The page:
Paso Robles, Calif.
Organizers set up a tent adjacent to Windfall Farms’ stallion barn, which housed the main tastings during the second Garagiste Festival.
—An informal alliance of garagiste winemakers (self-defined as producing 1,200 or fewer cases per year) celebrated its second annual Garagiste Festival
in mid-November. As a measure of its success, attendance surpassed 1,000 and all events were sold out.
Bringing attention to the “garagiste movement” and supporting the Wine & Viticulture program at nearby California Polytechnic University
are the goals. Stewart McLennan and Doug Minnick, founders of the Garagiste Festival, were relieved but exhausted when they spoke with Wines & Vines
By extending the schedule from three days to four, they said, total attendance increased from 500-700 at the inaugural fest in 2011 to more than 1,000 at this year’s Nov. 8-11 festival. All events were sold out: dinners, tastings and educational seminars. To accommodate the crowds and keep them moving along, a tent was set up adjacent to Windfall Farms’ stallion barn, which housed the main tastings.
“We had four different groups moving through the building, but with a great group of volunteers we could keep the VIPs well taken care of in the tent,” McLennan said. “We maxed out the structure.”
“The seminars were really popular this year, and this year we expanded the geographic range of the speakers with Andrew Murray
from Los Olivos, Jeff Cohn from Oakland’s JC Cellars
and William Allen from Santa Rosa’s Two Shepherds Winery
," Minnick said. These and other presenters shared nuts and bolts information about winemaking and marketing.
Reaching broader audience
Since one of the festival’s main goals is to introduce the garagistes’ brands to a broader audience, organizers were pleased to note that “far and away the vast majority” of attendees were from outside the local San Luis Obispo County area. “More than 70% were from outside SLO, from all over the country,” Minnick boasted.
“We set out to drive business and attention to these winemakers. These guys don’t have a lot of time to market their product. Nothing’s better than to hear a winemaker say people have signed up for his club, or he added new wine bar clients,” Minnick said. With room for only 48 winemakers to pour, “We had to turn some away,” he said.
Expanding the event this year brought in more people and still yielded a profit, said Minnick and McLennan, but the hard costs went up. “Next year, we may do an auction, and we’re looking to expand the number of events. We’ve got a couple of things in the works and might do more satellite tastings, as we’ve done in Los Angeles,” McLennan said.
As garagistes themselves, Minnick and McLennan acknowledge the difficulty in marketing a tiny winery. “Getting PR exposure is expensive, not that you can’t do it on your own. Our loosely banded group relies on camaraderie and sharing of ideas. We learn from each other, though some people are reticent to share their secrets. If I were staring on my own in another area, I would definitely be putting together a group of like-minded people,” McLennan acknowledged.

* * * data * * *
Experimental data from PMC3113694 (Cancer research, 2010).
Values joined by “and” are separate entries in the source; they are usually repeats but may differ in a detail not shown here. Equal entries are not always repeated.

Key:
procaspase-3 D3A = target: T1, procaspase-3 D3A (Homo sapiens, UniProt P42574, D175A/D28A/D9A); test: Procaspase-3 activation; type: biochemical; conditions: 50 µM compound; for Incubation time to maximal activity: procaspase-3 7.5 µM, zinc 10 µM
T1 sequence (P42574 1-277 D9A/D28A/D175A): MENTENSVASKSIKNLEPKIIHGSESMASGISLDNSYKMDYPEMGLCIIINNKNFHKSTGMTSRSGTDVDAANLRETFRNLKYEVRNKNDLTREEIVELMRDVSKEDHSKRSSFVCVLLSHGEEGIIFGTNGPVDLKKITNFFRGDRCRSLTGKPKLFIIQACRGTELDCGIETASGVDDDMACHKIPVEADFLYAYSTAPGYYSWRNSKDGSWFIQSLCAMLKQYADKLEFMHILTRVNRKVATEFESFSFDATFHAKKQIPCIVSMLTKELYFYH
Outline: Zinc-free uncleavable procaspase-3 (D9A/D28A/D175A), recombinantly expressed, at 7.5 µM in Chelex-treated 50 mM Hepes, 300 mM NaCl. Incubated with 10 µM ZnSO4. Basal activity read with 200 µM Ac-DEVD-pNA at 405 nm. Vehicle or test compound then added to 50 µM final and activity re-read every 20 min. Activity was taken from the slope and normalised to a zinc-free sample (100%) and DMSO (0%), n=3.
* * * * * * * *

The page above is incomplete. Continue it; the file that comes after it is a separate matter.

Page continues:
“We’ve tried to give them an umbrella and bring attention to all the garagistes—the rising tide that floats all boats,” Minnick added.
“From an industry point of view, we’d like to expose them en masse
to the industry: distributors, brokers, journalists,” McLennan said. With almost all the wines poured by their makers, both consumers and professionals have direct exposure. “Bigger festivals tend to lose their personality,” he noted.
As a willing, good-humored winemaker who has unfailingly supported the group, Amy Butler of 500-case Ranchero Cellars
won this year’s Spirit of Garagiste Award. A graduate of University of California, Davis
, who “floated through Sonoma and Napa” before planting her flag in Paso, “She’s a true maverick. Any time we ask her for anything for the group, she’s there,” McLennan said.
For the students
Although the garagistes are not a membership trade organization, gleaning all their funding from event proceeds, sponsorships and pro bono sweat equity, last year they donated $10,000 to the Wine & Viticulture program at Cal Poly and have pledged the same amount this year.
Department director James Cooper said last year’s contribution went into the pot supporting the school’s 14-acre vineyard and pilot winery. “With limited state funding, all private support helps to maintain us,” he told Wines & Vines
. The winery is not bonded but produces commercial wine through Paso Robles’ 1,200-case Orcutt Road Cellars
Several of the garagistes have addressed university classes, and their festival provides educational and entertaining volunteer opportunities for the students.
With about 300 undergraduates enrolled in the program, “We’re in fund-raising mode,” Cooper said. The department has graduated 60-80 students per year since its first class of 2007. All perfor m industry internships, and although many stay on with major producers, a few are launching wine brands that could, at the moment, be defined as “garagiste.”
Cooper attended the Garagiste Festival for the first time this year. “I liked that it was the small guys, pouring their own wines. As festivals go, it was small enough that you could meet a lot of people.”
To keep up with the garagistes, visit pasogaragiste.com